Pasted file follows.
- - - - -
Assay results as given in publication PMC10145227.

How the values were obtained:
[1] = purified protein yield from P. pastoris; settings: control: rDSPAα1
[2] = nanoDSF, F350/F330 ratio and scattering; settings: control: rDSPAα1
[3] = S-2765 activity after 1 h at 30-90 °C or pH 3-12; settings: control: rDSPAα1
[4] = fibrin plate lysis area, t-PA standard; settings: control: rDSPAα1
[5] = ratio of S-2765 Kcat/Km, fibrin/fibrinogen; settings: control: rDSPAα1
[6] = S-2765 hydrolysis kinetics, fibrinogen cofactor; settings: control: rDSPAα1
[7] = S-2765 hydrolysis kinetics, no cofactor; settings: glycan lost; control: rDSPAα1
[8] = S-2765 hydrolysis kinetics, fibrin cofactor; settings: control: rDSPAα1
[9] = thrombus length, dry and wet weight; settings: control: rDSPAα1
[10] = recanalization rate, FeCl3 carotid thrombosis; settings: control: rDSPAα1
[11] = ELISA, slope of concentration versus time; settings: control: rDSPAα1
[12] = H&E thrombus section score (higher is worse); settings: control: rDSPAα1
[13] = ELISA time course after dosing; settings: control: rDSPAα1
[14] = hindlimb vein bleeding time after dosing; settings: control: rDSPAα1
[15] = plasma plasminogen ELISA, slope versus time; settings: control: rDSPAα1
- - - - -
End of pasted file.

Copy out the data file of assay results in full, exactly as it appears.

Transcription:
Assay results as given in publication PMC10145227.

How the values were obtained:
[1] = purified protein yield from P. pastoris; settings: control: rDSPAα1
[2] = nanoDSF, F350/F330 ratio and scattering; settings: control: rDSPAα1
[3] = S-2765 activity after 1 h at 30-90 °C or pH 3-12; settings: control: rDSPAα1
[4] = fibrin plate lysis area, t-PA standard; settings: control: rDSPAα1
[5] = ratio of S-2765 Kcat/Km, fibrin/fibrinogen; settings: control: rDSPAα1
[6] = S-2765 hydrolysis kinetics, fibrinogen cofactor; settings: control: rDSPAα1
[7] = S-2765 hydrolysis kinetics, no cofactor; settings: glycan lost; control: rDSPAα1
[8] = S-2765 hydrolysis kinetics, fibrin cofactor; settings: control: rDSPAα1
[9] = thrombus length, dry and wet weight; settings: control: rDSPAα1
[10] = recanalization rate, FeCl3 carotid thrombosis; settings: control: rDSPAα1
[11] = ELISA, slope of concentration versus time; settings: control: rDSPAα1
[12] = H&E thrombus section score (higher is worse); settings: control: rDSPAα1
[13] = ELISA time course after dosing; settings: control: rDSPAα1
[14] = hindlimb vein bleeding time after dosing; settings: control: rDSPAα1
[15] = plasma plasminogen ELISA, slope versus time; settings: control: rDSPAα1